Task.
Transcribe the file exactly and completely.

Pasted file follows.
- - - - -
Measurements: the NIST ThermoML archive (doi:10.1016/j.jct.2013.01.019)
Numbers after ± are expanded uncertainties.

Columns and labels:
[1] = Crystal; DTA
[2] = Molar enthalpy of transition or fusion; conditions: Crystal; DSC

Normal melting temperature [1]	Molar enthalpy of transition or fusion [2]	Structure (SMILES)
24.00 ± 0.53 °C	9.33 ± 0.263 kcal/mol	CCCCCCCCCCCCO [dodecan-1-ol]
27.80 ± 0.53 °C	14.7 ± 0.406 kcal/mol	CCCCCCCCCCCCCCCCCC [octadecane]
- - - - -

Measurements: the NIST ThermoML archive (doi:10.1016/j.jct.2013.01.019)
Numbers after ± are expanded uncertainties.

Columns and labels:
[1] = Crystal; DTA
[2] = Molar enthalpy of transition or fusion; conditions: Crystal; DSC

Normal melting temperature [1]	Molar enthalpy of transition or fusion [2]	Structure (SMILES)
24.00 ± 0.53 °C	9.33 ± 0.263 kcal/mol	CCCCCCCCCCCCO [dodecan-1-ol]
27.80 ± 0.53 °C	14.7 ± 0.406 kcal/mol	CCCCCCCCCCCCCCCCCC [octadecane]